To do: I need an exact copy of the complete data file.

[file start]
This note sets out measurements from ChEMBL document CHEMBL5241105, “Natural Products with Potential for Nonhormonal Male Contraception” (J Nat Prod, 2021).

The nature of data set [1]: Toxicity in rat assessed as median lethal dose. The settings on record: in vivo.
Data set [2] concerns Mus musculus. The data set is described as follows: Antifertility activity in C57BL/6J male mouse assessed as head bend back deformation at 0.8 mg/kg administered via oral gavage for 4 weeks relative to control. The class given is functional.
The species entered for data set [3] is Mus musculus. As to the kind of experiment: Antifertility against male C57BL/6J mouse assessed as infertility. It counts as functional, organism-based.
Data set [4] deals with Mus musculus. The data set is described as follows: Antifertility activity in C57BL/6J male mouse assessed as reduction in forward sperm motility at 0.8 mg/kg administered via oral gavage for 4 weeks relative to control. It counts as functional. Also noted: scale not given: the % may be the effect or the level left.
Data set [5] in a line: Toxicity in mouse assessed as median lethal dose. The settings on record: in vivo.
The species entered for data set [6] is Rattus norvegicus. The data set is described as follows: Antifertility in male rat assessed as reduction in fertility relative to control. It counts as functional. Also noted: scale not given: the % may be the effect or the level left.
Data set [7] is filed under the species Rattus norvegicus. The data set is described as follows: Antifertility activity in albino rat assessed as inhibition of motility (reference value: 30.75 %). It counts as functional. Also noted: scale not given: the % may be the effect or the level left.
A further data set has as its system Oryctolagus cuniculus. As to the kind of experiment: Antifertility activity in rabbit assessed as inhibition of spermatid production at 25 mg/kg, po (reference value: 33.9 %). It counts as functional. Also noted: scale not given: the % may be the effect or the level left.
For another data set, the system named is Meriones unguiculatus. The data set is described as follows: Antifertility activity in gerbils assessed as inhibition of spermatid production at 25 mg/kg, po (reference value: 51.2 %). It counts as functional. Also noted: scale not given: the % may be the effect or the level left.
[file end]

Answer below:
This note sets out measurements from ChEMBL document CHEMBL5241105, “Natural Products with Potential for Nonhormonal Male Contraception” (J Nat Prod, 2021).

The nature of data set [1]: Toxicity in rat assessed as median lethal dose. The settings on record: in vivo.
Data set [2] concerns Mus musculus. The data set is described as follows: Antifertility activity in C57BL/6J male mouse assessed as head bend back deformation at 0.8 mg/kg administered via oral gavage for 4 weeks relative to control. The class given is functional.
The species entered for data set [3] is Mus musculus. As to the kind of experiment: Antifertility against male C57BL/6J mouse assessed as infertility. It counts as functional, organism-based.
Data set [4] deals with Mus musculus. The data set is described as follows: Antifertility activity in C57BL/6J male mouse assessed as reduction in forward sperm motility at 0.8 mg/kg administered via oral gavage for 4 weeks relative to control. It counts as functional. Also noted: scale not given: the % may be the effect or the level left.
Data set [5] in a line: Toxicity in mouse assessed as median lethal dose. The settings on record: in vivo.
The species entered for data set [6] is Rattus norvegicus. The data set is described as follows: Antifertility in male rat assessed as reduction in fertility relative to control. It counts as functional. Also noted: scale not given: the % may be the effect or the level left.
Data set [7] is filed under the species Rattus norvegicus. The data set is described as follows: Antifertility activity in albino rat assessed as inhibition of motility (reference value: 30.75 %). It counts as functional. Also noted: scale not given: the % may be the effect or the level left.
A further data set has as its system Oryctolagus cuniculus. As to the kind of experiment: Antifertility activity in rabbit assessed as inhibition of spermatid production at 25 mg/kg, po (reference value: 33.9 %). It counts as functional. Also noted: scale not given: the % may be the effect or the level left.
For another data set, the system named is Meriones unguiculatus. The data set is described as follows: Antifertility activity in gerbils assessed as inhibition of spermatid production at 25 mg/kg, po (reference value: 51.2 %). It counts as functional. Also noted: scale not given: the % may be the effect or the level left.